- Convene two statewide summits, sponsored by Casey, to bring together the Department of
- Corrections, Department of Workforce Development, and the Workforce Investment Board to better coordinate work preparation policies; and
- Restore driving privileges for 200 ex-prisoners since 2008 and spearhead state legislation revising driver’s license suspension rules.
In October 2009, the Wisconsin Department of Corrections received a $750,000 Second Chance Act grant from the U.S. Department of Justice to expand its “Windows to Work” program, which offers pre-release services starting six months prior to release and includes group and individual coaching, case management, and supportive services for a year after release. Local matching funds, including support by the Casey Foundation, brought the total investment in these efforts to $1.5 million.
Without these efforts, “we wouldn’t be nearly as far along in developing the collaborative process and helping this population get connected to jobs,” notes Mary Kay Sergo, reentry director for the Wisconsin Department of Corrections. Participation in a datamapping project supported by Casey that tracked patterns of incarceration and reentry also “helped us appreciate the different demographics in the specific regions and tailor our efforts to them,” says Sergo.
“There has also been a renewed interest around using data for more informed decision-making and workforce accountability, so that everybody who is involved in funding can come together and talk about results on the same level,” says Peter Zarimba, results facilitator for Casey’s Reentry Workforce Initiative.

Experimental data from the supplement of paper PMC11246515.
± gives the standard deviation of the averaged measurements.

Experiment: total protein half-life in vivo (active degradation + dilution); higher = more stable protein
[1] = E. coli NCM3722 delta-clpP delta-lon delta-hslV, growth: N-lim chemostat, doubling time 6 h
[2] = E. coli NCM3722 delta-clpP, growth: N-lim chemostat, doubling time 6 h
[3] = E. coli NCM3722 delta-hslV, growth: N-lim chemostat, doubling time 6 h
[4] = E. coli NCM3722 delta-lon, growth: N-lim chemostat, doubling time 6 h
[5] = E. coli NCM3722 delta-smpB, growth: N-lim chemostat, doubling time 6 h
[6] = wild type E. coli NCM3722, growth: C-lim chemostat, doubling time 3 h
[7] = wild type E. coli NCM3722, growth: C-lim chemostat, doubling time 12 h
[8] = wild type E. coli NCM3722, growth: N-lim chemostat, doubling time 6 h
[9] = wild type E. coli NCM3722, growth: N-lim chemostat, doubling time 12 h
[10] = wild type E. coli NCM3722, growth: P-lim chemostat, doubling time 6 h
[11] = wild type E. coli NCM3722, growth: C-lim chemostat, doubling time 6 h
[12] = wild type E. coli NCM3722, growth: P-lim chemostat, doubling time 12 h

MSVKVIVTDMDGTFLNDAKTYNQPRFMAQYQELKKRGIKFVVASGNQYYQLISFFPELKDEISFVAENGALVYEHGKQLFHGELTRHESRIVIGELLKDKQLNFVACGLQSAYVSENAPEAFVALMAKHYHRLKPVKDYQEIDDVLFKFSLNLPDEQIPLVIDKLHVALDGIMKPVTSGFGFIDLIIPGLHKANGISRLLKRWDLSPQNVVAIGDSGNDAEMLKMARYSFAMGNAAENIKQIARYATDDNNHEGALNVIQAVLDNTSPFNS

“The Foundation’s focus on using data to track employment outcomes for returning individuals is a core strategy,” notes John Padilla, a Casey associate director. While some restrictions on hiring ex- prisoners are statutory, others are “urban myth,” he says. “People will say we don’t hire them, but often it’s a manager or recruiter in H.R. but not a written policy.”
Other states also have made progress on reentry reforms. In Florida, for example, a Casey-supported task force helped the state to become the first to comprehensively inventory employment restrictions for ex-prisoners and formed the basis for a federal law requiring a 50-state inventory of such restrictions.
Casey grantees such as the Urban Institute, Council of State Governments, and Public/Private Ventures also have contributed to the field through reentry mapping and research; a national reentry resource center; and a pilot program with the U.S. Department of Labor on work attachment and using mentors to curb recidivism.
Culture of Healing
One of the most significant roles Casey has played has been providing guidance for faith groups on reintegrating former prisoners.
Building on the strengths of faith-based organizations in its Making Connections sites, the Foundation developed Healing Communities, a comprehensive effort to help faith-based organizations support reentry. Designed by scholars in the field including Robert Franklin, Stephanie Boddie, and Harold Dean Trulear, Healing Communities has been adopted by the Michigan Department of Corrections and promoted by groups such as the Progressive National Baptist Convention, the Christian Association for Prisoner Aftercare, National Women’s Prison Project, and Council of State Governments’ National Reentry Resource Center.